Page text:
Memories flood Donnie Von Hemel as Remington Park turns 35

Memories flood Donnie Von Hemel as Remington Park turns 35

Berry Tramel: Long-time trainer Donnie Von Hemel says the Oklahoma horse industry is not as strong as it once was but is strong compared to other states.

Berry Tramel

By Berry Tramel

| Sep 7, 2023, 11:43am CDT

Berry Tramel

By Berry Tramel

Sep 7, 2023, 11:43am CDT

Donnie Von Hemel still remembers the vibe and excitement of the day. Sept. 1, 1988.

Thirty-five years ago last week, Remington Park opened with the kind of revelry reserved for the Land Run.

“On all sides, the horsemen, track management, the fans, had been anticipating it for a couple of years,” said Von Hemel. “The entire city seemed captivated.”

Von Hemel was a young trainer in those days, pleased to have another track in Middle America to run his horses, joining Ak-sar-ben in Omaha, Nebraska; Oaklawn Park in Hot Springs, Arkansas; and Louisiana Downs in Bossier City, Louisiana.

Von Hemel remembers the local news stations producing their newscasts on live sets in the Remington infield.

“You don’t see stuff like that unless it’s Derby week in Churchill,” Von Hemel said. “It was quite the day. Brings back a bunch of memories.”

So does Ed Godfrey’s story from The Daily Oklahoman.

“Some came wearing 10-gallon hats chopping on $10 stogies,” Godfrey wrote. “Others came wearing three-piece suits with racing forms tucked in their vests. Still others came in attire fitting the first Saturday in May at Churchill Downs. All that was missing were the mint juleps and the playing of ‘My Old Kentucky Home.’ Margaritas and ‘Oklahoma!’ were the substitutes.”

A crowd of 15,284 turned out, held down by Remington’s decision to sell only advance tickets and try to spread out the crowds throughout the long weekend, the opening day being a Thursday.

The crowds indeed were massive: 23,503 the next Feb. 18; 23,280 on Feb. 24, 1990; 26,411 on Feb. 29, 1992, a record that still stands.

Those kinds of crowds are rare at tracks these days. The proliferation of casino and other gambling has chipped away at the horse racing audience.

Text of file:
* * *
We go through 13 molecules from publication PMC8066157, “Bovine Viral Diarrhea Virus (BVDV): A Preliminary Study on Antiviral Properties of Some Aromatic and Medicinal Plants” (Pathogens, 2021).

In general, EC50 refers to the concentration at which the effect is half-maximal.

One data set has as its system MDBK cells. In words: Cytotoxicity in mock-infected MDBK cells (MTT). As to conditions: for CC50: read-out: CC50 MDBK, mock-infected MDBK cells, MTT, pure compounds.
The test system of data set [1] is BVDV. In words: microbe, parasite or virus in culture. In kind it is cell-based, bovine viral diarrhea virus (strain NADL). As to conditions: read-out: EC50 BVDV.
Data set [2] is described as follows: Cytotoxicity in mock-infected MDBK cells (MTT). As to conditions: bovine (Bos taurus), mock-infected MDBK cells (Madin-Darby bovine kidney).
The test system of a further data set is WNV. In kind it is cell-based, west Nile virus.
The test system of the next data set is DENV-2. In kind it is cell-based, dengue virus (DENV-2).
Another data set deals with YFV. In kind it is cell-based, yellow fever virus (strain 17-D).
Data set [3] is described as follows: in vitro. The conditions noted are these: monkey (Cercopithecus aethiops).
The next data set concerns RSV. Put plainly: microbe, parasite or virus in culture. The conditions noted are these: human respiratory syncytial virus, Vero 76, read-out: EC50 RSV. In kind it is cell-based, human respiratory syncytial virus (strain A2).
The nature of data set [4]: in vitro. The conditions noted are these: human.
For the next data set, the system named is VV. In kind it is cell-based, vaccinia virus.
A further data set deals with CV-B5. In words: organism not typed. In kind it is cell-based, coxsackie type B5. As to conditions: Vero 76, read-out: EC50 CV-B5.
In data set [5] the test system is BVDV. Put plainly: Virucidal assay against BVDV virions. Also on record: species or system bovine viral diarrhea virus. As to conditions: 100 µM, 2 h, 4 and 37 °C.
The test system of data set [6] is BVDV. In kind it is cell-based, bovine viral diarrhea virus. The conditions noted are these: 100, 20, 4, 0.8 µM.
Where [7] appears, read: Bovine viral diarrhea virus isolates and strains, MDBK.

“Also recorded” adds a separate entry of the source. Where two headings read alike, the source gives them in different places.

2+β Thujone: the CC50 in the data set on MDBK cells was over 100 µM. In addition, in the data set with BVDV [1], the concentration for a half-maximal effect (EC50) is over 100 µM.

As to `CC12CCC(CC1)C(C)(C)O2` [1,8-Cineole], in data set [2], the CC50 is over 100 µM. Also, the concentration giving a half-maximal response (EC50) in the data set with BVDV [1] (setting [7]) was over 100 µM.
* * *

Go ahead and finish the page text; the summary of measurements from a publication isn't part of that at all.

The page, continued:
But Remington, despite downs and ups, remains open, providing the horse crowd with a venue to run their thoroughbreds and quarterhorses.

“Brings back a bunch of memories,” Von Hemel said the other day from Louisville, which along with Oklahoma City remains his base.

Von Hemel is 61. He trains about 30 horses these days. “With my age, I’m not looking to train a bunch. I’m not as ambitious as I was when Remington started,” he said.

Horses are harder to find, anyway. Thoroughbreds produce about half the foals they produced three and four decades ago.

Some tracks have made it. Some haven’t. Ak-Sar-Ben was the nation’s 10th-most attended race track in 1985. By 1995, it was closed. Greyhound and horse racing began in Iowa in 1986, greyhound betting reached Kansas in 1989 and casino gambling came to Missouri in 1993.

Some race tracks remain strong — Oaklawn, for example — but Louisiana Downs and Remington are “not what they used to be.”

Remington Park has fought through hurdles to remain in business as a racino, offering both casino gambling and racing.

“It’s been an up and down 35 years,” Von Hemel said. “Overall good. I think we’ve got to be positive. The ability to adapt has been key.”

The Indian tribes were competitors that threatened racing’s existence in Oklahoma, but now they are partners.

“They’ve been good partners for the horsemen,” Von Hemel said. “There’s been a lot of tracks Remington’s size that have closed down or will close down. They’ve had a lot of changes. So hopefully we can keep racing going in Oklahoma and trying to make it better.”

Von Hemel says the Oklahoma horse industry is not as strong as it once was but is strong compared to other states.

Von Hemel turns sociologist. Fewer people growing up in rural areas, so fewer people enamored with horses. Fewer horses, fewer races, fewer race tracks.

But Von Hemel still is pulling for Remington and believes in the viability of the track.

And he’s got the memories of grand times.

Von Hemel trained Caleb’s Posse, who won the $1 million Breeder’s Cup Dirt Mile in 2011 at Churchill Downs. Yet Von Hemel says his racing highlight was winning three Oklahoma Derbys, including the first, in 1989, with the iconic Clever Trevor.

Clever Trevor’s Oklahoma Derby victory came about 6½ months after Remington’s opening.

Said Von Hemel, “It was quite the day.”

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Berry Tramel is a 45-year veteran of Oklahoma journalism, having spent 13 years at the Norman Transcript and 32 years at The Oklahoman. He has been named Oklahoma Sportswriter of the Year by the National Sports Media Association. Born and raised in Norman, Tramel grew up reading four newspapers a day and began his career at age 17. His first assignment was the Lexington-Elmore City high school football game, and he’s enjoyed the journey ever since, having covered NBA Finals and Rose Bowls and everything in between. Tramel and his wife, Tricia, were married in 1980 and live in Norman near their daughter, son-in-law and three granddaughters. Tramel can be reached at 405-760-8080 or at [email protected].

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